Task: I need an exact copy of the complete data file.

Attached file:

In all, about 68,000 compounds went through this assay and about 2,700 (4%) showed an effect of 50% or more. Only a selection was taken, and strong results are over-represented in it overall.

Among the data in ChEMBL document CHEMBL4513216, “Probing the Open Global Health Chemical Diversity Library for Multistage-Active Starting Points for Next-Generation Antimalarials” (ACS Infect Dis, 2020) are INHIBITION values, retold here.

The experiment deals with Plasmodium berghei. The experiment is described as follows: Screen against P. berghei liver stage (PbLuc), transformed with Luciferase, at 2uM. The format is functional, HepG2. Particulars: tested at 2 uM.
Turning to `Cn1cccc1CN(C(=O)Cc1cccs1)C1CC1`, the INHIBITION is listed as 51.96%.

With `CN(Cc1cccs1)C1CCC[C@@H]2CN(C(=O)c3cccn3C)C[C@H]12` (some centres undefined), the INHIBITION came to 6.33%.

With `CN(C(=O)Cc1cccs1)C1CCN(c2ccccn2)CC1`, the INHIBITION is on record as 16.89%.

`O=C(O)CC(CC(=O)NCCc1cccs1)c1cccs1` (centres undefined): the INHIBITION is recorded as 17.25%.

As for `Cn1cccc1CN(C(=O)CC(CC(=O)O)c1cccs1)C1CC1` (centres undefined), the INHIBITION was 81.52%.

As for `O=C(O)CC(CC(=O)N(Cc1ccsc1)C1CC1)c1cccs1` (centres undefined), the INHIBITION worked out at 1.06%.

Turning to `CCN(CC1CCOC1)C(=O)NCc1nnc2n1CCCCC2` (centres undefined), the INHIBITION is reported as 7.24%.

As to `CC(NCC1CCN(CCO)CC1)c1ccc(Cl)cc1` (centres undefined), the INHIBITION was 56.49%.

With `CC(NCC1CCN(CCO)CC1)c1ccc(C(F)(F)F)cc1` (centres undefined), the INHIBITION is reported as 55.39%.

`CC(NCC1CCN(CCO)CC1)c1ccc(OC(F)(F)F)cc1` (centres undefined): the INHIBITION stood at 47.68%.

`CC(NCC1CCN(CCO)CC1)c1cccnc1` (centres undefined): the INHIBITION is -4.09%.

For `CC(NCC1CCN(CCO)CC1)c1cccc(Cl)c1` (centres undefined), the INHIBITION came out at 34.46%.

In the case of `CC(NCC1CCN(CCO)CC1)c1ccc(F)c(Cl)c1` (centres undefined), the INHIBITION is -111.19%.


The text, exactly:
In all, about 68,000 compounds went through this assay and about 2,700 (4%) showed an effect of 50% or more. Only a selection was taken, and strong results are over-represented in it overall.

Among the data in ChEMBL document CHEMBL4513216, “Probing the Open Global Health Chemical Diversity Library for Multistage-Active Starting Points for Next-Generation Antimalarials” (ACS Infect Dis, 2020) are INHIBITION values, retold here.

The experiment deals with Plasmodium berghei. The experiment is described as follows: Screen against P. berghei liver stage (PbLuc), transformed with Luciferase, at 2uM. The format is functional, HepG2. Particulars: tested at 2 uM.
Turning to `Cn1cccc1CN(C(=O)Cc1cccs1)C1CC1`, the INHIBITION is listed as 51.96%.

With `CN(Cc1cccs1)C1CCC[C@@H]2CN(C(=O)c3cccn3C)C[C@H]12` (some centres undefined), the INHIBITION came to 6.33%.

With `CN(C(=O)Cc1cccs1)C1CCN(c2ccccn2)CC1`, the INHIBITION is on record as 16.89%.

`O=C(O)CC(CC(=O)NCCc1cccs1)c1cccs1` (centres undefined): the INHIBITION is recorded as 17.25%.

As for `Cn1cccc1CN(C(=O)CC(CC(=O)O)c1cccs1)C1CC1` (centres undefined), the INHIBITION was 81.52%.

As for `O=C(O)CC(CC(=O)N(Cc1ccsc1)C1CC1)c1cccs1` (centres undefined), the INHIBITION worked out at 1.06%.

Turning to `CCN(CC1CCOC1)C(=O)NCc1nnc2n1CCCCC2` (centres undefined), the INHIBITION is reported as 7.24%.

As to `CC(NCC1CCN(CCO)CC1)c1ccc(Cl)cc1` (centres undefined), the INHIBITION was 56.49%.

With `CC(NCC1CCN(CCO)CC1)c1ccc(C(F)(F)F)cc1` (centres undefined), the INHIBITION is reported as 55.39%.

`CC(NCC1CCN(CCO)CC1)c1ccc(OC(F)(F)F)cc1` (centres undefined): the INHIBITION stood at 47.68%.

`CC(NCC1CCN(CCO)CC1)c1cccnc1` (centres undefined): the INHIBITION is -4.09%.

For `CC(NCC1CCN(CCO)CC1)c1cccc(Cl)c1` (centres undefined), the INHIBITION came out at 34.46%.

In the case of `CC(NCC1CCN(CCO)CC1)c1ccc(F)c(Cl)c1` (centres undefined), the INHIBITION is -111.19%.